There are various kinds of tax charges, owing to the various provisions of the complex and constantly-evolving tax system in force. However, a distinction must be made between purchases made by private parties and those made by companies.
a) Purchases made by private parties
The purchase is currently subject to a register tax of 8 percent, as well as of 2 percent for mortgage and cadastral imposts, bringing the total up to 10% of the price paid.
Where a "first house" is being purchased (ownership category prone to expansion and greater protection), and where residency conditions and the requirement that another habitation is not possessed in the same city are met, and where this facilitation has not been made use of previously, the register tax is reduced to 4% plus L 200,000 for a fixed cadastral and mortgage impost. The same benefit is extended to emigrants (Law No. 899 of 1986) and in the rare case of the purchase of a building possessing artistic or historic interest that is encumbered as per the terms of Law No. 1089 of 1939, providing the further obligation that it may not be resold for five years is respected.
By virtue of legislative decree 455 of 24.11.92, major changes have been introduced to the re-sale of a building purchased as per the above cut-rate system; detailed information should be obtained from an expert at the moment of sale.
- where the purchase is of apartments or buildings, for whatsoever use, included within the plans of public or private initiative under agreements with the city as per art. 27 of Law No. 457 of 1978, only the fixed register, mortgage and cadastral taxes are applied, for a total of Lit 300,000, whatever the price paid.
b) Purchases made by companies
The purchase is subject as a general rule to the VAT tax of 19% plus Lit 300,000 for fixed registry, mortgage and cadastral imposts.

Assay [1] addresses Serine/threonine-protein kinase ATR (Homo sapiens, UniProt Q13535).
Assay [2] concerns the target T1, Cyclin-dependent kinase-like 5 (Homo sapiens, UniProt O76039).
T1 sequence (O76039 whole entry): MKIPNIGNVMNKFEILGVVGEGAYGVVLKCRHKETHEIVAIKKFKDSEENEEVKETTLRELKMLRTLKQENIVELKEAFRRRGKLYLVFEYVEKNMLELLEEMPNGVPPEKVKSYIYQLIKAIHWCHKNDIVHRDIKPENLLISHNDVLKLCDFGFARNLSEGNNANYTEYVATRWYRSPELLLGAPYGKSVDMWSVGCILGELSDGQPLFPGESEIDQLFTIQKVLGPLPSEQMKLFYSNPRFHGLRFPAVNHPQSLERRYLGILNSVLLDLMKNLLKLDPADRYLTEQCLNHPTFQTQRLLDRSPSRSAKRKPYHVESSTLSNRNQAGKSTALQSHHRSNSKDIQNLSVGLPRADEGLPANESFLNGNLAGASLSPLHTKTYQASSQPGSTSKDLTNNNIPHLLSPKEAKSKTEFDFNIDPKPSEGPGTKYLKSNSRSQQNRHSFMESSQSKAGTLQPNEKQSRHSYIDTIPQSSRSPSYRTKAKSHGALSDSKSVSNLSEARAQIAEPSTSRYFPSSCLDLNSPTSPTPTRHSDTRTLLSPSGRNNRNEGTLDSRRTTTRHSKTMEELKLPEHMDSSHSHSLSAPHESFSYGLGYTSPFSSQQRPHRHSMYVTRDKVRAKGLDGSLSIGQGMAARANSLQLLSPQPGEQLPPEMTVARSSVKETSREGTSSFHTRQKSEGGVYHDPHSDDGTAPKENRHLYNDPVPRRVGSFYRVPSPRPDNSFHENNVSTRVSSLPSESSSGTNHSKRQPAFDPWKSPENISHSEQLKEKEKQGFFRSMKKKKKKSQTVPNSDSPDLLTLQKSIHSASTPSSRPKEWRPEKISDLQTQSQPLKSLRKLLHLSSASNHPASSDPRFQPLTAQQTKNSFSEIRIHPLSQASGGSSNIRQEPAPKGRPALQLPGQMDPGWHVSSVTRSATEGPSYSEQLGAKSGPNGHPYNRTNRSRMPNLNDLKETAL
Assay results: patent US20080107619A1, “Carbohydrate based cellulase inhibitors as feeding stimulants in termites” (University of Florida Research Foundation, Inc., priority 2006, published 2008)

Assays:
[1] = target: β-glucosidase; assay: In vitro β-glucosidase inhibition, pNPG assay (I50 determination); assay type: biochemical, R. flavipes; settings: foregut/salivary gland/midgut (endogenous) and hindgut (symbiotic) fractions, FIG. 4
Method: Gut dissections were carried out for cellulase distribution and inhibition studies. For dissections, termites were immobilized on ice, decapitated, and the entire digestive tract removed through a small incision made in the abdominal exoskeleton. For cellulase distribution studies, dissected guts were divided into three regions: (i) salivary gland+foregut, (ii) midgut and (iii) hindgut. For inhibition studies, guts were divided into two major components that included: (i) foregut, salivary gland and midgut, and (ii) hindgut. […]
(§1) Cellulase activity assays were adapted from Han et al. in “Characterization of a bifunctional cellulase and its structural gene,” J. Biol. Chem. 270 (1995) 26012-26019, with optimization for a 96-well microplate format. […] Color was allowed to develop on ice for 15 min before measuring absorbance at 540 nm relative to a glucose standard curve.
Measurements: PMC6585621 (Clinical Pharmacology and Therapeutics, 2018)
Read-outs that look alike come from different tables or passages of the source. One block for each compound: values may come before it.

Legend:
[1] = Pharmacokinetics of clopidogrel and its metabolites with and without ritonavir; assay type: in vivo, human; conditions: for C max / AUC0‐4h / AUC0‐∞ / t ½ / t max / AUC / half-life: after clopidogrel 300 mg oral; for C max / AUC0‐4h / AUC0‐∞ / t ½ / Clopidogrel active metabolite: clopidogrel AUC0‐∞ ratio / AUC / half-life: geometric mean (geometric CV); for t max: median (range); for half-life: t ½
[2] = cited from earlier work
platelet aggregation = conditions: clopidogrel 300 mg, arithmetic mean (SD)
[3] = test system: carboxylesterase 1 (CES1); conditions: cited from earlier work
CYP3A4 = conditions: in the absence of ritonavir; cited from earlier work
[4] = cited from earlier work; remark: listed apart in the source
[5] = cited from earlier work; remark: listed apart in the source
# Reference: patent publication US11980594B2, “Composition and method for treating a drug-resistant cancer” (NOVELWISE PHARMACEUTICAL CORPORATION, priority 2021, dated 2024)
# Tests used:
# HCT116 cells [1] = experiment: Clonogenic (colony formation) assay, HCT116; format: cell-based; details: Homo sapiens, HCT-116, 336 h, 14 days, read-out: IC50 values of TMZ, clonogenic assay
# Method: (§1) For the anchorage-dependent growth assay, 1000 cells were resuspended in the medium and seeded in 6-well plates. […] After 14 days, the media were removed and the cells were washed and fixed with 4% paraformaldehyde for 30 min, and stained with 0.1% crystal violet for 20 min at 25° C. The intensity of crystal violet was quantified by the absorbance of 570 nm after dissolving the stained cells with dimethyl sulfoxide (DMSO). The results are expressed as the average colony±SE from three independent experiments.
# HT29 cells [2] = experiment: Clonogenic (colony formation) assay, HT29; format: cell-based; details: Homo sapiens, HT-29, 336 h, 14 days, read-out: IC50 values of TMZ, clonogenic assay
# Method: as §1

However, the reduced VAT tax rate of 4% plus Lit 300,0000 for fixed registry, mortgage and cadastral imposts is applied in the following cases:
- the purchase of newly-built non-luxury houses as well as of rural houses from the firms that have built them;
- the purchase of buildings or portions of buildings assigned for whatsoever use on which salvage operations have been made as per art. 31 of Law No. 457/1978, sold by the firms that have carried out the operations; the assignment as own property of non-luxury houses by co-operative construction contractors;
- the purchase of property assigned to public and private reconstruction having as its purpose to carry out the objectives of Law No. 1457 of 1963;
- finally, the purchase of non-luxury houses for habitation, not built by the selling company, when such are assigned to being the first habitation of the purchaser, where the conditions already described under item a) have been met.
As regards notary's costs, precise indications cannot be given, since these will always depend on the amount mentioned in the deed of sale; but they can anyway be estimated at around 2% of the price.
The registry law presupposes that the parties declare the price actually agreed upon, and punishes by fines those who conceal a part of the price, thus declaring a price lower than the true one. Furthermore it considers as the taxable base the real value of the property, and not that stated by the parties, the competent authorities having the power to ascertain such value within two years from purchase, and where it exceeds that declared, to demand the difference in the impost, plus interest and fines.
It should be noted that a disputed revision of the cadastral parameters is being carried out now, which is bringing real estate values up to near true market values.
TAXES PAYABLE BY THE SELLER
The INVIM is the impost at the charge of seller, the law dictating that it may not be passed on to the buyer by the seller.
It is applied at rates ranging from 5% to 30%, barring up-dates, on the capital gains realised by the value of the real estate between the date of its purchase and the date of its sale, in relation to the time period in which it was in the possession of the owner, who is now its seller.
Should the purchaser acquire as a first house, the seller too has the benefit of a 50% reduction on the INVIM due.